Queering the clinic : LGBTQ in the doctor's office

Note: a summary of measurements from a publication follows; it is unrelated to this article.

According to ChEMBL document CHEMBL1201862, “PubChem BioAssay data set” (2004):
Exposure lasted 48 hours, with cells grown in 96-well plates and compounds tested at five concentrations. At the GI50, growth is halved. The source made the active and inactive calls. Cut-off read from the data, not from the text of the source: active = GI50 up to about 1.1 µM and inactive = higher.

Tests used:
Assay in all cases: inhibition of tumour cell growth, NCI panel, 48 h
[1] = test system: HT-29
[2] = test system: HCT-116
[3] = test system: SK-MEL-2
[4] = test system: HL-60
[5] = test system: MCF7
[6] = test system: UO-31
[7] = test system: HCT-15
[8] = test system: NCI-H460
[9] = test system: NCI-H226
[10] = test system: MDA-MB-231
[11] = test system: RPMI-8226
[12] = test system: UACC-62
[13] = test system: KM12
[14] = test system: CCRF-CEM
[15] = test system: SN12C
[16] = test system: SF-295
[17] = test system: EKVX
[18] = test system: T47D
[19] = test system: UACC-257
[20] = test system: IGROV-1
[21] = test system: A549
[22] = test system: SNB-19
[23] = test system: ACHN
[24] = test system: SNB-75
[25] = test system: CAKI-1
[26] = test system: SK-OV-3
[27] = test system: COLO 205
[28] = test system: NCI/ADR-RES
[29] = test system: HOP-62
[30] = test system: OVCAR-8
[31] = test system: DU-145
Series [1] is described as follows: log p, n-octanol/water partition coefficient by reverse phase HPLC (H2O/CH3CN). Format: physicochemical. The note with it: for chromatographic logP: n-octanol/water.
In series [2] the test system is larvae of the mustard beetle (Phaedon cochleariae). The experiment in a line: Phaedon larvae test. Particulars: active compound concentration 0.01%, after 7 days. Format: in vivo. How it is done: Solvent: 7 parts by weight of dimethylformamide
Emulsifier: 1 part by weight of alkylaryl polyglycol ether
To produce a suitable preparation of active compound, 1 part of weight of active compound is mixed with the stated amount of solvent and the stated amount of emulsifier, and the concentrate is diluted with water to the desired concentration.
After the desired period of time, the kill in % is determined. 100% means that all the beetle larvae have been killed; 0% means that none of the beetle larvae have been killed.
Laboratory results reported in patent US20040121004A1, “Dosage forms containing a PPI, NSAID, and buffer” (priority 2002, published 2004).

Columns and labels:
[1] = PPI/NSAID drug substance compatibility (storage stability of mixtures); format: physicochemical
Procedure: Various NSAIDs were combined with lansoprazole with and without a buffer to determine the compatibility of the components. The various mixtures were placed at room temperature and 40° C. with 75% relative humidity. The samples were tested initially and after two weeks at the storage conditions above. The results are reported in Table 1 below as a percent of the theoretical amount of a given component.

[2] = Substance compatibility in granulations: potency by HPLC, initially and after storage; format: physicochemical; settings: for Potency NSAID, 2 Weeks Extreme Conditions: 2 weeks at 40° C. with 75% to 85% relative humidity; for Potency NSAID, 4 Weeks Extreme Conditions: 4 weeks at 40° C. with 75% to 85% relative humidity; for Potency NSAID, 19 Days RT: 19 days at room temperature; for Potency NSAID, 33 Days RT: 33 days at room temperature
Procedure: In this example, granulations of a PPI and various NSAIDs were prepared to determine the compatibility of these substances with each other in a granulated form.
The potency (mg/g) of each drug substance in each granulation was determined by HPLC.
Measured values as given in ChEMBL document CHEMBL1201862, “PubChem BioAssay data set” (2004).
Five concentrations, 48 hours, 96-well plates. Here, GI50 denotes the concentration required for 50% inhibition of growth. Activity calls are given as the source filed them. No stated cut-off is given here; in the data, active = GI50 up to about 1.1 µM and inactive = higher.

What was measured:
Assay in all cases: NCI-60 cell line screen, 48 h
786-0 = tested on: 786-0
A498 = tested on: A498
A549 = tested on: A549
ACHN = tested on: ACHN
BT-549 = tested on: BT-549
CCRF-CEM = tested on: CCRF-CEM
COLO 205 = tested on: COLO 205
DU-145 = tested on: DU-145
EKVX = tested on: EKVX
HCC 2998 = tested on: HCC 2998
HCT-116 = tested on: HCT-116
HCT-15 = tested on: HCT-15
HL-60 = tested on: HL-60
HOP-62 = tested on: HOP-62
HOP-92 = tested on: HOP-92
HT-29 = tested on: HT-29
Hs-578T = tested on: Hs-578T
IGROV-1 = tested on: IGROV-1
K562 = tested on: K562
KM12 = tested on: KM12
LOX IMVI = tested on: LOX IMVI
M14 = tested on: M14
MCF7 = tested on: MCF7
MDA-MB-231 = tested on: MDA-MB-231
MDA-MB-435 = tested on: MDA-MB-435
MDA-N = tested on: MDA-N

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Lesbian, bisexual, transgender, non-binary, and queer (LGBTQ) people in the U.S. are in worse health than their straight and cisgender peers. Models of minority stress and structural stigma explain how stigma related to minority sexual and gender identity “gets under the skin” to diminish LGBTQ health across the life course. Underutilization of healthcare is one mechanism through which the LGBTQ health disadvantage is produced. Little is known, however, about what happens within everyday healthcare interactions to compel LGBTQ people to continue or avoid seeking care. In this dissertation, I examine the healthcare experiences of LGBTQ people least researched, yet also least likely to seek care: cis women; trans men; and non-binary people assigned female. I also address an urgent gap in knowledge about how healthcare settings in general and LGBTQ health settings in particular are shaping patients’ experiences, interpretations of, and decisions about care. To do so, I observe organizational processes and strategies for delivering affirming care at a LGBTQ health center over the course of one year. In addition to interviewing 50 patients, I interviewed 12 staff and 11 providers at this site (N = 73). In three articles that make up this dissertation, I triangulate analyses of data to reveal how stigma related to nonconformity, sexual and gender identity, and fatness is constructed—or alternately, avoided—through relational processes within health settings. Analyses also reveal how new sexual and gender schemas constructed and deployed within a LGBTQ healthcare organization affirm patients; yet these practices center some LGBTQ groups over others. In these articles, in addition to using theories of minority stress and stigma, I draw from and contribute to theories of gender and sexuality in medicine and organizations. All together, findings indicate barriers and facilitators to care for multiply marginalized minority groups, which hold implications for LGBTQ healthcare. Findings also suggest that future research into sexual and gender inequality should attend to embodiment, visible nonconformity, structural schemas at play within situated interactions, and how material-discursive factors trouble the implementation of discursive ideals within queer organizations.



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